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The influence of early linguistic skills and family factors on literacy acquisition in Chinese children: Follow-up from age 3 to age 11

Published on Jun 1, 2017in Learning and Instruction
· DOI :10.1016/j.learninstruc.2016.12.003
Mengmeng Su7
Estimated H-index: 7
('ENS Paris': École Normale Supérieure),
Hugo Peyre12
Estimated H-index: 12
('ENS Paris': École Normale Supérieure)
+ 8 AuthorsHua Shu41
Estimated H-index: 41
(McGovern Institute for Brain Research)
Abstract
Abstract The present longitudinal study investigated the predictive power of preschool linguistic skills and early family factors on children's comprehensive literacy skills at the end of primary school in 262 Chinese children. The results indicated that a substantial (20–34%) share of variance of 5th grade (age 11) literacy skills in Chinese could be explained by early family factors (age 3) and linguistic skills (age 3–age 5). Family socioeconomic status and parent-child reading tuition were associated with different literacy measures. A differential pattern of prediction was also observed among different literacy skills. Furthermore, path analyses indicated that the relationships between early family factors and literacy skills at age 11 were mediated by specific linguistic and cognitive skills at preschool.
  • References (61)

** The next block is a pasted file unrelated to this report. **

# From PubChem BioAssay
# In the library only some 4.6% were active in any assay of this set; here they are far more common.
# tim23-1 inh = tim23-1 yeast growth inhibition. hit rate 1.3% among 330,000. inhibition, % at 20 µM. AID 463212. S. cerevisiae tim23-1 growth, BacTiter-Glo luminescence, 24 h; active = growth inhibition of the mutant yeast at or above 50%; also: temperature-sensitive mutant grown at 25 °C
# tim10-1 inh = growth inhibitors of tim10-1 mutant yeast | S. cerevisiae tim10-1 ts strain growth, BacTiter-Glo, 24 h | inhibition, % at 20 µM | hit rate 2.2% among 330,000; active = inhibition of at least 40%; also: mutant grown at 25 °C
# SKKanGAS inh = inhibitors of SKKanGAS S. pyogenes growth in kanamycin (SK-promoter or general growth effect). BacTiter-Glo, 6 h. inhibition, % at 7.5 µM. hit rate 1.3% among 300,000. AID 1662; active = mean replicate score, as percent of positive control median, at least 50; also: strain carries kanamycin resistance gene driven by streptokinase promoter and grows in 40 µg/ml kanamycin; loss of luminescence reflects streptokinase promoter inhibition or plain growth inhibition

• Citations (8)
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References61
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#1Jinger Pan (McGovern Institute for Brain Research)H-Index: 10
#2Shuang Song (McGovern Institute for Brain Research)H-Index: 5
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The present study reported data on phonological awareness, morphological awareness, and Chinese literacy skills of 294 children from an 8-year longitudinal study. Results showed that mainland Chinese children's preliterate syllable awareness at ages 4 to 6 years uniquely predicted post-literate morphological awareness at ages 7 to 10 years. Preliterate syllable awareness directly contributed to character reading and writing at age 11 years, while post-literate phonemic awareness predicted only c...
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#1Shuang Song (BNU: Beijing Normal University)H-Index: 1
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ABSTRACTPrevious meta-analyses on the relationship between phonological awareness, rapid automatized naming (RAN), and reading have been conducted primarily in English, an atypical alphabetic orthography. Here, we aimed to examine the association between phonological awareness, RAN, and word reading in a nonalphabetic language (Chinese). A random-effects model analysis of data from 35 studies revealed a moderate relationship of phonological awareness with reading accuracy (r = .36) and reading f...
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#1Shuang Song (BNU: Beijing Normal University)H-Index: 5
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